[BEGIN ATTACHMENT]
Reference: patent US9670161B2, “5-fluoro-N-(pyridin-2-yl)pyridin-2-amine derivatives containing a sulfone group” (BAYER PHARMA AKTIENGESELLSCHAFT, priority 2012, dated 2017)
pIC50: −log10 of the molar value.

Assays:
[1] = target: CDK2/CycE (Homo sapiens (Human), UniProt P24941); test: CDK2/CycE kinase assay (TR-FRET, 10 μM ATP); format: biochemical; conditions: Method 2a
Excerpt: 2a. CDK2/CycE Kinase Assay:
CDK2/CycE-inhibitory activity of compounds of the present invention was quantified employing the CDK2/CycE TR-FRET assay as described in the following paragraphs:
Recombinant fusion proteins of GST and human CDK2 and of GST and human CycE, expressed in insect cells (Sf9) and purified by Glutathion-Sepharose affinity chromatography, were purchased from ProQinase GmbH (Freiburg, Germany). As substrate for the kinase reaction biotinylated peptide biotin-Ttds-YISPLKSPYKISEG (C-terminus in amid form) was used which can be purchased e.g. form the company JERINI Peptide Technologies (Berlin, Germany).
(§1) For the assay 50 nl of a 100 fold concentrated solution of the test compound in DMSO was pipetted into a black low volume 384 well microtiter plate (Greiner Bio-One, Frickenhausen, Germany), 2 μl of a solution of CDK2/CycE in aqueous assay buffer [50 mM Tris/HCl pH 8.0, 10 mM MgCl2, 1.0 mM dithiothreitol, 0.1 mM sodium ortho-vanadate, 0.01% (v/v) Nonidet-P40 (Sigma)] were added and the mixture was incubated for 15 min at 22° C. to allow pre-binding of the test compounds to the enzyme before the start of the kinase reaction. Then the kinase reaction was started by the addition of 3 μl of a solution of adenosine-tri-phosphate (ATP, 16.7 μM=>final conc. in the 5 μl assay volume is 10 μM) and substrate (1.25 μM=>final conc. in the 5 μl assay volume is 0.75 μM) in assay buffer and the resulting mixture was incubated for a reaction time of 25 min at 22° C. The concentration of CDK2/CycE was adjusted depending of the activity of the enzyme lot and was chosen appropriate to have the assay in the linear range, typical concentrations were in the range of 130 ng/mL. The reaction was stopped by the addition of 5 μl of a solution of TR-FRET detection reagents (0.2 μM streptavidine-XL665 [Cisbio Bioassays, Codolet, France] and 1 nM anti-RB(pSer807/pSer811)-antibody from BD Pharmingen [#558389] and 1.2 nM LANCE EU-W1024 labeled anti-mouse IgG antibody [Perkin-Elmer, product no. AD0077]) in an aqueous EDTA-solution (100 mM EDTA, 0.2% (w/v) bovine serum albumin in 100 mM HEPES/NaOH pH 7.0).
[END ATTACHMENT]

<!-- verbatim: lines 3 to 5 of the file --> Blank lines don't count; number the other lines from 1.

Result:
Assays:
[1] = target: CDK2/CycE (Homo sapiens (Human), UniProt P24941); test: CDK2/CycE kinase assay (TR-FRET, 10 μM ATP); format: biochemical; conditions: Method 2a
Excerpt: 2a. CDK2/CycE Kinase Assay: